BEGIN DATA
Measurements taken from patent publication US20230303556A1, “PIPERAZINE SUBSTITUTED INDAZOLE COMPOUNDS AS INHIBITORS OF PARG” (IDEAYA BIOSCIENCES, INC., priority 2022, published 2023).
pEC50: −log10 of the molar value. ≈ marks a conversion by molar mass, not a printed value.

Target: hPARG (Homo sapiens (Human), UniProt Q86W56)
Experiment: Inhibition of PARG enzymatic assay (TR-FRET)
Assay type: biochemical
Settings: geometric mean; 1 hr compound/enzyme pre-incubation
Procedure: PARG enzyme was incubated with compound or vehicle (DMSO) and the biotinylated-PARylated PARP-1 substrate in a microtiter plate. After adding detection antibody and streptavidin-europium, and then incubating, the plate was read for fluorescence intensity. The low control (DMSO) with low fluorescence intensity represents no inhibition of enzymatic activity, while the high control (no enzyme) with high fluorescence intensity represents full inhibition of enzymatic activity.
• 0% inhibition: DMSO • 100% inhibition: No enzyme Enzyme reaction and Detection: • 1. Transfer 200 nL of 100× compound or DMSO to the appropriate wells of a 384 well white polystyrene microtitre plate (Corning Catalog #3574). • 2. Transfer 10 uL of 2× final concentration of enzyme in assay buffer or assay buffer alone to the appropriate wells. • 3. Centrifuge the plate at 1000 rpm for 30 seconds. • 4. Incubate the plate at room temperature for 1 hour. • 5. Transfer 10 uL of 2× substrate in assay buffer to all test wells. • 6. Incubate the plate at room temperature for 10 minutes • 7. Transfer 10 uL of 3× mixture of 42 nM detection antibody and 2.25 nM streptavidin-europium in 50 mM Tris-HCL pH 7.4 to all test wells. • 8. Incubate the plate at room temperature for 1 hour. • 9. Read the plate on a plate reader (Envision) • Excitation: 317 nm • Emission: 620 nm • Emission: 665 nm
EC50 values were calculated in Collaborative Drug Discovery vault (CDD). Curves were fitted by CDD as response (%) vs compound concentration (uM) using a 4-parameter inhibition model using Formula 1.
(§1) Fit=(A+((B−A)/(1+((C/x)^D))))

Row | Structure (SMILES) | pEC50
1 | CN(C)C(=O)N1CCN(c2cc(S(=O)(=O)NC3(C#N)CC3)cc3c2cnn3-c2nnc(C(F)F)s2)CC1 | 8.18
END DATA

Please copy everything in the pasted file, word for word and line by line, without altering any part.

Measurements taken from patent publication US20230303556A1, “PIPERAZINE SUBSTITUTED INDAZOLE COMPOUNDS AS INHIBITORS OF PARG” (IDEAYA BIOSCIENCES, INC., priority 2022, published 2023).
pEC50: −log10 of the molar value. ≈ marks a conversion by molar mass, not a printed value.

Target: hPARG (Homo sapiens (Human), UniProt Q86W56)
Experiment: Inhibition of PARG enzymatic assay (TR-FRET)
Assay type: biochemical
Settings: geometric mean; 1 hr compound/enzyme pre-incubation
Procedure: PARG enzyme was incubated with compound or vehicle (DMSO) and the biotinylated-PARylated PARP-1 substrate in a microtiter plate. After adding detection antibody and streptavidin-europium, and then incubating, the plate was read for fluorescence intensity. The low control (DMSO) with low fluorescence intensity represents no inhibition of enzymatic activity, while the high control (no enzyme) with high fluorescence intensity represents full inhibition of enzymatic activity.
• 0% inhibition: DMSO • 100% inhibition: No enzyme Enzyme reaction and Detection: • 1. Transfer 200 nL of 100× compound or DMSO to the appropriate wells of a 384 well white polystyrene microtitre plate (Corning Catalog #3574). • 2. Transfer 10 uL of 2× final concentration of enzyme in assay buffer or assay buffer alone to the appropriate wells. • 3. Centrifuge the plate at 1000 rpm for 30 seconds. • 4. Incubate the plate at room temperature for 1 hour. • 5. Transfer 10 uL of 2× substrate in assay buffer to all test wells. • 6. Incubate the plate at room temperature for 10 minutes • 7. Transfer 10 uL of 3× mixture of 42 nM detection antibody and 2.25 nM streptavidin-europium in 50 mM Tris-HCL pH 7.4 to all test wells. • 8. Incubate the plate at room temperature for 1 hour. • 9. Read the plate on a plate reader (Envision) • Excitation: 317 nm • Emission: 620 nm • Emission: 665 nm
EC50 values were calculated in Collaborative Drug Discovery vault (CDD). Curves were fitted by CDD as response (%) vs compound concentration (uM) using a 4-parameter inhibition model using Formula 1.
(§1) Fit=(A+((B−A)/(1+((C/x)^D))))

Row | Structure (SMILES) | pEC50
1 | CN(C)C(=O)N1CCN(c2cc(S(=O)(=O)NC3(C#N)CC3)cc3c2cnn3-c2nnc(C(F)F)s2)CC1 | 8.18